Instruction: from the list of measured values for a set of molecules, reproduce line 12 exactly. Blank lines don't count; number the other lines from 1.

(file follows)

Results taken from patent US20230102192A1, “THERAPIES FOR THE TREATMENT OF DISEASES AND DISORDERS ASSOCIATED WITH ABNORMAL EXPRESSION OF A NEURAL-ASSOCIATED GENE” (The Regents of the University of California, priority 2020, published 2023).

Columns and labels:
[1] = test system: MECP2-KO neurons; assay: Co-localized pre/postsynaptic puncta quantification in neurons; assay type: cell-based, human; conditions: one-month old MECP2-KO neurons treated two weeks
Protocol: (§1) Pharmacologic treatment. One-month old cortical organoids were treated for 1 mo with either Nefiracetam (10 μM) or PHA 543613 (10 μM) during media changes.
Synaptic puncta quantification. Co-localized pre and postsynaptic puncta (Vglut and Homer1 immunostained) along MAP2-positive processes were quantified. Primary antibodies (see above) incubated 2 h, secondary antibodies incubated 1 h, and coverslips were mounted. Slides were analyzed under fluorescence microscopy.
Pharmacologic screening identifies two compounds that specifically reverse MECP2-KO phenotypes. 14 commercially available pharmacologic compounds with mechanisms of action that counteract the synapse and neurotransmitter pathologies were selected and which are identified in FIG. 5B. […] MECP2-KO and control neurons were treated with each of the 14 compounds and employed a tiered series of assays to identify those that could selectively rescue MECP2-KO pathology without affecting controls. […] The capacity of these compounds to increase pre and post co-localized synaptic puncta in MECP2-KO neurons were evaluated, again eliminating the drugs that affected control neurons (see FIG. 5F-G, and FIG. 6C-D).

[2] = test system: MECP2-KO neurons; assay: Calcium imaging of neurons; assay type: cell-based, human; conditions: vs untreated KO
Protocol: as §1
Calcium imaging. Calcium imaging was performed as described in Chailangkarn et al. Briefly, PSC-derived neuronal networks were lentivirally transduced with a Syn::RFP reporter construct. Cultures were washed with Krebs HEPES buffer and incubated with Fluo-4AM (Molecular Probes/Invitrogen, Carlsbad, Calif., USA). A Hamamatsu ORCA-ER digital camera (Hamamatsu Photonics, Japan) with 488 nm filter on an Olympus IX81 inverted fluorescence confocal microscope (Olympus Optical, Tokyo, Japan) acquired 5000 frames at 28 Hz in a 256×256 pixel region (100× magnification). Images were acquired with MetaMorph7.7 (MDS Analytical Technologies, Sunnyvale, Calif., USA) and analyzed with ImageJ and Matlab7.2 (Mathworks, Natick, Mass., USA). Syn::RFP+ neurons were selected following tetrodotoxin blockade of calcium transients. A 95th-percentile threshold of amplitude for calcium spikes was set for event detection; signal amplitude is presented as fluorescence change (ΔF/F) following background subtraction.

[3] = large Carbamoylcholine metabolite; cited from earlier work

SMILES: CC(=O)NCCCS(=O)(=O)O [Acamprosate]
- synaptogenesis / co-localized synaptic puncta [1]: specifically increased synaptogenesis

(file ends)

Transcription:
- synaptogenesis / co-localized synaptic puncta [1]: specifically increased synaptogenesis